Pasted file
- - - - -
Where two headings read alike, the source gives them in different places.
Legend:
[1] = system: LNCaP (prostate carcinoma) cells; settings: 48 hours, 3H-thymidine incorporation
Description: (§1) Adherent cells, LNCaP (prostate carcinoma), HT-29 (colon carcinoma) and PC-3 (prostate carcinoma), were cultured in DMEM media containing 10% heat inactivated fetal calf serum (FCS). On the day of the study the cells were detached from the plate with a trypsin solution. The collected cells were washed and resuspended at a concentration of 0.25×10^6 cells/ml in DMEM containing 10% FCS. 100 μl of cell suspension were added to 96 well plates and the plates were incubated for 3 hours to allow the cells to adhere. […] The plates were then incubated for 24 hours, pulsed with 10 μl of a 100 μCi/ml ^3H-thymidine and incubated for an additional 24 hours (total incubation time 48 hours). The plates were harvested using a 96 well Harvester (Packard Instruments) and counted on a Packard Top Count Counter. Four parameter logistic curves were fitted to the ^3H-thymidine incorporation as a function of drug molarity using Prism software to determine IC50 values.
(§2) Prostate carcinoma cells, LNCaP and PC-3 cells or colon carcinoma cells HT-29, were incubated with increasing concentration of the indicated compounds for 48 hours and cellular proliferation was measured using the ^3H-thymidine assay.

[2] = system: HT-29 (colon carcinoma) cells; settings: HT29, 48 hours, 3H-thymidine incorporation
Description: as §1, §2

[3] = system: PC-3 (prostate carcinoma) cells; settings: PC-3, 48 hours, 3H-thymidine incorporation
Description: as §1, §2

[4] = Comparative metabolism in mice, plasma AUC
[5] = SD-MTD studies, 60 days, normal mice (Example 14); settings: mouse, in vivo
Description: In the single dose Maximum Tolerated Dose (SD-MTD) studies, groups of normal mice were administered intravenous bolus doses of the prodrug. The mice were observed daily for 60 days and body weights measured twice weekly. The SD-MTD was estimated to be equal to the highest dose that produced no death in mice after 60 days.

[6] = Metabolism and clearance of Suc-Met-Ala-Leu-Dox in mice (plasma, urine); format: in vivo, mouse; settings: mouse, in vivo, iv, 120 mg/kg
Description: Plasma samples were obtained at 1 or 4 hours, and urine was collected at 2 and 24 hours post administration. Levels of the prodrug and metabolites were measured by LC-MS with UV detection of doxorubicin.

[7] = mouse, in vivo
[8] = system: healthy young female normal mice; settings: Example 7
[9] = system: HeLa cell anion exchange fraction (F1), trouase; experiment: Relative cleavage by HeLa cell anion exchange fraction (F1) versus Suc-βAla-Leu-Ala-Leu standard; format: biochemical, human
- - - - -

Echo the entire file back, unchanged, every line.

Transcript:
Where two headings read alike, the source gives them in different places.
Legend:
[1] = system: LNCaP (prostate carcinoma) cells; settings: 48 hours, 3H-thymidine incorporation
Description: (§1) Adherent cells, LNCaP (prostate carcinoma), HT-29 (colon carcinoma) and PC-3 (prostate carcinoma), were cultured in DMEM media containing 10% heat inactivated fetal calf serum (FCS). On the day of the study the cells were detached from the plate with a trypsin solution. The collected cells were washed and resuspended at a concentration of 0.25×10^6 cells/ml in DMEM containing 10% FCS. 100 μl of cell suspension were added to 96 well plates and the plates were incubated for 3 hours to allow the cells to adhere. […] The plates were then incubated for 24 hours, pulsed with 10 μl of a 100 μCi/ml ^3H-thymidine and incubated for an additional 24 hours (total incubation time 48 hours). The plates were harvested using a 96 well Harvester (Packard Instruments) and counted on a Packard Top Count Counter. Four parameter logistic curves were fitted to the ^3H-thymidine incorporation as a function of drug molarity using Prism software to determine IC50 values.
(§2) Prostate carcinoma cells, LNCaP and PC-3 cells or colon carcinoma cells HT-29, were incubated with increasing concentration of the indicated compounds for 48 hours and cellular proliferation was measured using the ^3H-thymidine assay.

[2] = system: HT-29 (colon carcinoma) cells; settings: HT29, 48 hours, 3H-thymidine incorporation
Description: as §1, §2

[3] = system: PC-3 (prostate carcinoma) cells; settings: PC-3, 48 hours, 3H-thymidine incorporation
Description: as §1, §2

[4] = Comparative metabolism in mice, plasma AUC
[5] = SD-MTD studies, 60 days, normal mice (Example 14); settings: mouse, in vivo
Description: In the single dose Maximum Tolerated Dose (SD-MTD) studies, groups of normal mice were administered intravenous bolus doses of the prodrug. The mice were observed daily for 60 days and body weights measured twice weekly. The SD-MTD was estimated to be equal to the highest dose that produced no death in mice after 60 days.

[6] = Metabolism and clearance of Suc-Met-Ala-Leu-Dox in mice (plasma, urine); format: in vivo, mouse; settings: mouse, in vivo, iv, 120 mg/kg
Description: Plasma samples were obtained at 1 or 4 hours, and urine was collected at 2 and 24 hours post administration. Levels of the prodrug and metabolites were measured by LC-MS with UV detection of doxorubicin.

[7] = mouse, in vivo
[8] = system: healthy young female normal mice; settings: Example 7
[9] = system: HeLa cell anion exchange fraction (F1), trouase; experiment: Relative cleavage by HeLa cell anion exchange fraction (F1) versus Suc-βAla-Leu-Ala-Leu standard; format: biochemical, human